My Jewish Reading List: Books I Still Need to Read

13 Sivan 5774

I put this here as a service to folks who might need suggestions for further books to read. I’m also going to be reading these in the next month or two, I hope.

First, the other convert at my temple sent me the rabbi’s reading list, which includes:

  1. The Siddur Hadash, by (I’m assuming) the Center for Contemporary Judaica
  2. The Synagogue Survival Kit: A Guide to Understanding Jewish Religious Services, by Jordan Lee Wagner 
  3. The Book of Jewish Values, by Joseph Telushkin
  4. A Guide to Jewish Practice, Volume 1: Everyday Living, by David A. Teuts
  5. Prayerbook Hebrew the Easy Way, by Anderson, Motzkin, Rubenstein and Wiseman
  6. Teach Yourself to Read Hebrew, book and cassette, revised edition, by Simon and Anderson

Other books I’ve had recommended to me by friends include:

  1. Mah La’asot: What Should I Do? by Alper and Grishover
  2. Embracing the Covenant by Berkowitz and Moskovitz
  3. Elijah’s Violin, a collection of Jewish fairytales from different parts of the Diaspora
  4. Jewish Folklore, by Nathan Ausubel
  5. The Big Book of Jewish Humor by Moshe Waldoks
  6. The Passionate Torah: Sex and Judaism, edited by Danya Ruttenberg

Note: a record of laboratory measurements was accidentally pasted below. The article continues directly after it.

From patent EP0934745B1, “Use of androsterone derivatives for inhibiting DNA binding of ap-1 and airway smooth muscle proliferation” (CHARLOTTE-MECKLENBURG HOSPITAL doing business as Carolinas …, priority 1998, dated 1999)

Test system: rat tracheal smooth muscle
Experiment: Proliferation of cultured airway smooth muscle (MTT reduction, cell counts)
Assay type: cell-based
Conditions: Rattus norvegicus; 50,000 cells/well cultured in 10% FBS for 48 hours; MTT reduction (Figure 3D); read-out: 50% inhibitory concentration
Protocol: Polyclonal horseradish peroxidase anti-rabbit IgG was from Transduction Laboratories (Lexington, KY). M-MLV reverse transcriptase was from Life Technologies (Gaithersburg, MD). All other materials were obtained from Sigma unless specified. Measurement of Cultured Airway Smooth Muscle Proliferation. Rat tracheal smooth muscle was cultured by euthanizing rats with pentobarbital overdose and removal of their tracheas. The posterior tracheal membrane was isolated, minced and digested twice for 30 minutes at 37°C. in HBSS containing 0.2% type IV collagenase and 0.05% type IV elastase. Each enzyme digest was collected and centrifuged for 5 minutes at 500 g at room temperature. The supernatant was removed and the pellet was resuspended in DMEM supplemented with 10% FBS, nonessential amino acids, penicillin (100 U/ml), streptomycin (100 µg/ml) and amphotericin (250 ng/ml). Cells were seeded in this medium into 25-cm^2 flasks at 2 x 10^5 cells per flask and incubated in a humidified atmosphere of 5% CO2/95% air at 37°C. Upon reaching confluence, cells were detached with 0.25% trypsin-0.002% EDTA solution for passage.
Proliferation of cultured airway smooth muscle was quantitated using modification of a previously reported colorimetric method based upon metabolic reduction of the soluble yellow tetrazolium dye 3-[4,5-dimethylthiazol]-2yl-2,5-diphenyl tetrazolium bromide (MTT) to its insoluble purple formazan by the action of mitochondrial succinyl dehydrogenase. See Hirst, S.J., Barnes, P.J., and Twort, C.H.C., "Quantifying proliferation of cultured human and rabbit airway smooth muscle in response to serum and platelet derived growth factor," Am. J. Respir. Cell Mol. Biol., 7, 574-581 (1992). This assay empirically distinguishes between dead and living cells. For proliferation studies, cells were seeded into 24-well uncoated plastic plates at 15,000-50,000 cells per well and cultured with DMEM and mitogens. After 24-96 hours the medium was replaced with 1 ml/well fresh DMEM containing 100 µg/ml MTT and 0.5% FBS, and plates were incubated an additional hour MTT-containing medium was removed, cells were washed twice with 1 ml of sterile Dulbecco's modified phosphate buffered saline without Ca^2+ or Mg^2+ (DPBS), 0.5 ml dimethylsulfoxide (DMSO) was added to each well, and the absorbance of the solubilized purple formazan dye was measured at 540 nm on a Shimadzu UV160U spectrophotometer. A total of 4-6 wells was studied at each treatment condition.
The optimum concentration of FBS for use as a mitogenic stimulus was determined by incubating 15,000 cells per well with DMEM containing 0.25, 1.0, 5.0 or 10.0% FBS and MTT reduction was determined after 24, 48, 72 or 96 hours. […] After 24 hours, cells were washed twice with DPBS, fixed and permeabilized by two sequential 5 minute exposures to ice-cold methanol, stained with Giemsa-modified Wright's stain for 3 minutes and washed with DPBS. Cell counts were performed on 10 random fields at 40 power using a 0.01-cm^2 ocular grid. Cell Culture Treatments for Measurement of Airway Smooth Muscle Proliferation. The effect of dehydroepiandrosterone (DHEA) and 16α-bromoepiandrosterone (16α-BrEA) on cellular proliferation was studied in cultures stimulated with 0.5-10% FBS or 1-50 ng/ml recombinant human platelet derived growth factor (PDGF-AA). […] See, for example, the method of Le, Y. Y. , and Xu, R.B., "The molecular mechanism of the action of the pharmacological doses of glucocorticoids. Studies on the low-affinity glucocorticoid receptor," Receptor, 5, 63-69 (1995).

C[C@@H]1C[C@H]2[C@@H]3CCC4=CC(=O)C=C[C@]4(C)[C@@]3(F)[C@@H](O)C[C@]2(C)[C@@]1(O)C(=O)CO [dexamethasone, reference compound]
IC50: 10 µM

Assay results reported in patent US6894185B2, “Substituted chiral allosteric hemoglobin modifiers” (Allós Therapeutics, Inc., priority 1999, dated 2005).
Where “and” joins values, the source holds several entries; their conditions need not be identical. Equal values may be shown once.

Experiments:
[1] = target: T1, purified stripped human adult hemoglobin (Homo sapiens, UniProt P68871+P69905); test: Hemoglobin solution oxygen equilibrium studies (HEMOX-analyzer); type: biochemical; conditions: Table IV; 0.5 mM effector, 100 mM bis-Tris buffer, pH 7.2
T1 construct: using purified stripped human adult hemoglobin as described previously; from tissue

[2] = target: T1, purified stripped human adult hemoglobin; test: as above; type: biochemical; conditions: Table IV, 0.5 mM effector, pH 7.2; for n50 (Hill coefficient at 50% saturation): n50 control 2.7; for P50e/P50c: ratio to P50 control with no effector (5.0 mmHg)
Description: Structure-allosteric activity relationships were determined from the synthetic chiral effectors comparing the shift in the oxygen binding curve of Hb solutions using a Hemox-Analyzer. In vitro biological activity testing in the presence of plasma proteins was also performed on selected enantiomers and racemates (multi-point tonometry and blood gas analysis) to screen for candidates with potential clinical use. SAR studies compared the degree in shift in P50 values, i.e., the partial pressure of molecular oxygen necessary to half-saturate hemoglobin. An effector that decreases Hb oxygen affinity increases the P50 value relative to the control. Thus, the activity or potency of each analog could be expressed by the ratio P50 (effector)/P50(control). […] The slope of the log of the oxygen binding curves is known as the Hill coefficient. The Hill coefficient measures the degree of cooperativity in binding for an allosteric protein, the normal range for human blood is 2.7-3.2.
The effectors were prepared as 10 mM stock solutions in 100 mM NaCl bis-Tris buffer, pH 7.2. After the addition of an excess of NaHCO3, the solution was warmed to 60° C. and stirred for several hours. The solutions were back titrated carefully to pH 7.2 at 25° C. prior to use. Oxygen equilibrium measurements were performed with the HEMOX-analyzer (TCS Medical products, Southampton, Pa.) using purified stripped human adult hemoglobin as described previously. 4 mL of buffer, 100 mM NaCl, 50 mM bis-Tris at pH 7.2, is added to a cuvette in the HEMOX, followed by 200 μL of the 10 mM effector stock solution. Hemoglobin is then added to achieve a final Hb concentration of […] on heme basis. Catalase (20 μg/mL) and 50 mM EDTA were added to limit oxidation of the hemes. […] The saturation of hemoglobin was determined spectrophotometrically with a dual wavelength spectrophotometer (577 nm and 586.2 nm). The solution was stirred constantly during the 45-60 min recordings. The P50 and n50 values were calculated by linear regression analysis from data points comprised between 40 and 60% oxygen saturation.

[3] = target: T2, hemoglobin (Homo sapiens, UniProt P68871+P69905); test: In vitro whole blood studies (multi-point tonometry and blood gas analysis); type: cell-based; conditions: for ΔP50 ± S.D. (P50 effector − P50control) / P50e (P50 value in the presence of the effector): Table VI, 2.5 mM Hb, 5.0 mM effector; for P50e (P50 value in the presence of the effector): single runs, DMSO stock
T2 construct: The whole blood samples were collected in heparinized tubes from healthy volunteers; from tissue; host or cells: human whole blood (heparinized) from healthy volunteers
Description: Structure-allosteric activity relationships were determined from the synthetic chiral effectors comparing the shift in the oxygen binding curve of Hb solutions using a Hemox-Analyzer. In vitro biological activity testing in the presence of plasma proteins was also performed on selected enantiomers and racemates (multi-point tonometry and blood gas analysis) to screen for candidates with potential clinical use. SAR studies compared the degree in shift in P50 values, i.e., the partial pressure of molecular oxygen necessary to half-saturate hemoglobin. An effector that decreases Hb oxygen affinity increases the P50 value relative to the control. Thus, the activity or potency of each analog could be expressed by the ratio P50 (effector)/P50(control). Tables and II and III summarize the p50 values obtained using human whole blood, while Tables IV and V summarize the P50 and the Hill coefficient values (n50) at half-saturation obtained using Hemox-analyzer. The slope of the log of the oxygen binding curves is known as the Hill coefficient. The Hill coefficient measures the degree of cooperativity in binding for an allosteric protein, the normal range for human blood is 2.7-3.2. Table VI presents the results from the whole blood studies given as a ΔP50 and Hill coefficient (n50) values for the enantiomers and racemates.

7. Zakhor: Jewish History and Jewish Memory by Josef Yerushalmi
  8. The Sabbath, by Abraham Joshua Heschel, Ilya Schor and Susannah Heschel
  9. Essential Judaism by George Robinson
  10. To Pray As A Jew by Hayim Donin
  11. Growing Up Jewish: or, Why Is This Book Different from All Other Books? by Moline

As you can see, I have some reading to do. I can’t afford to buy all these books – yet – but I’ve put almost all of them on my Amazon wishlist.

 

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2 Comments

Filed under Conversion Process, Judaism

2 responses to “My Jewish Reading List: Books I Still Need to Read

  1. As I mentioned to you already, I highly recommend Michael Chabon’s Yiddish Policeman’s Union. It is an alternate history in which the Jewish “state” is actually part of Alaska. Weird as it sounds, Chabon makes it work in such a way that you could believe such a place might exist. On the surface, it is a pretty straightforward murder mystery. But it is really about longing and sadness for a home you never really had.

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  2. Thanks for sharing your list! I’ve added it to my reading list 🙂

    Like

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